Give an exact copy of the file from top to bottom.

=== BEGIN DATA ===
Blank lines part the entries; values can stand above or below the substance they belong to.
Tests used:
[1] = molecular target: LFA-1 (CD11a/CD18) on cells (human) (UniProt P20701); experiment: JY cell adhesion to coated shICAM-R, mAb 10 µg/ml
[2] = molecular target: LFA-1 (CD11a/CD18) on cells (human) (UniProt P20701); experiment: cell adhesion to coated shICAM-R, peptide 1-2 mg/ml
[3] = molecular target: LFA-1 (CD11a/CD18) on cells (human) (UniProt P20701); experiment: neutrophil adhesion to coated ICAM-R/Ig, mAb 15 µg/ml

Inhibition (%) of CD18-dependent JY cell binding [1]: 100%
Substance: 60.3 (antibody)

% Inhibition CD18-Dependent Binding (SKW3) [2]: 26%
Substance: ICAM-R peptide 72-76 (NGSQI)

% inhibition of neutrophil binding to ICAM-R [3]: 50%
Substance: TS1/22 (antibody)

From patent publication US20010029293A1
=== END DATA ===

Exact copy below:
Blank lines part the entries; values can stand above or below the substance they belong to.
Tests used:
[1] = molecular target: LFA-1 (CD11a/CD18) on cells (human) (UniProt P20701); experiment: JY cell adhesion to coated shICAM-R, mAb 10 µg/ml
[2] = molecular target: LFA-1 (CD11a/CD18) on cells (human) (UniProt P20701); experiment: cell adhesion to coated shICAM-R, peptide 1-2 mg/ml
[3] = molecular target: LFA-1 (CD11a/CD18) on cells (human) (UniProt P20701); experiment: neutrophil adhesion to coated ICAM-R/Ig, mAb 15 µg/ml

Inhibition (%) of CD18-dependent JY cell binding [1]: 100%
Substance: 60.3 (antibody)

% Inhibition CD18-Dependent Binding (SKW3) [2]: 26%
Substance: ICAM-R peptide 72-76 (NGSQI)

% inhibition of neutrophil binding to ICAM-R [3]: 50%
Substance: TS1/22 (antibody)

From patent publication US20010029293A1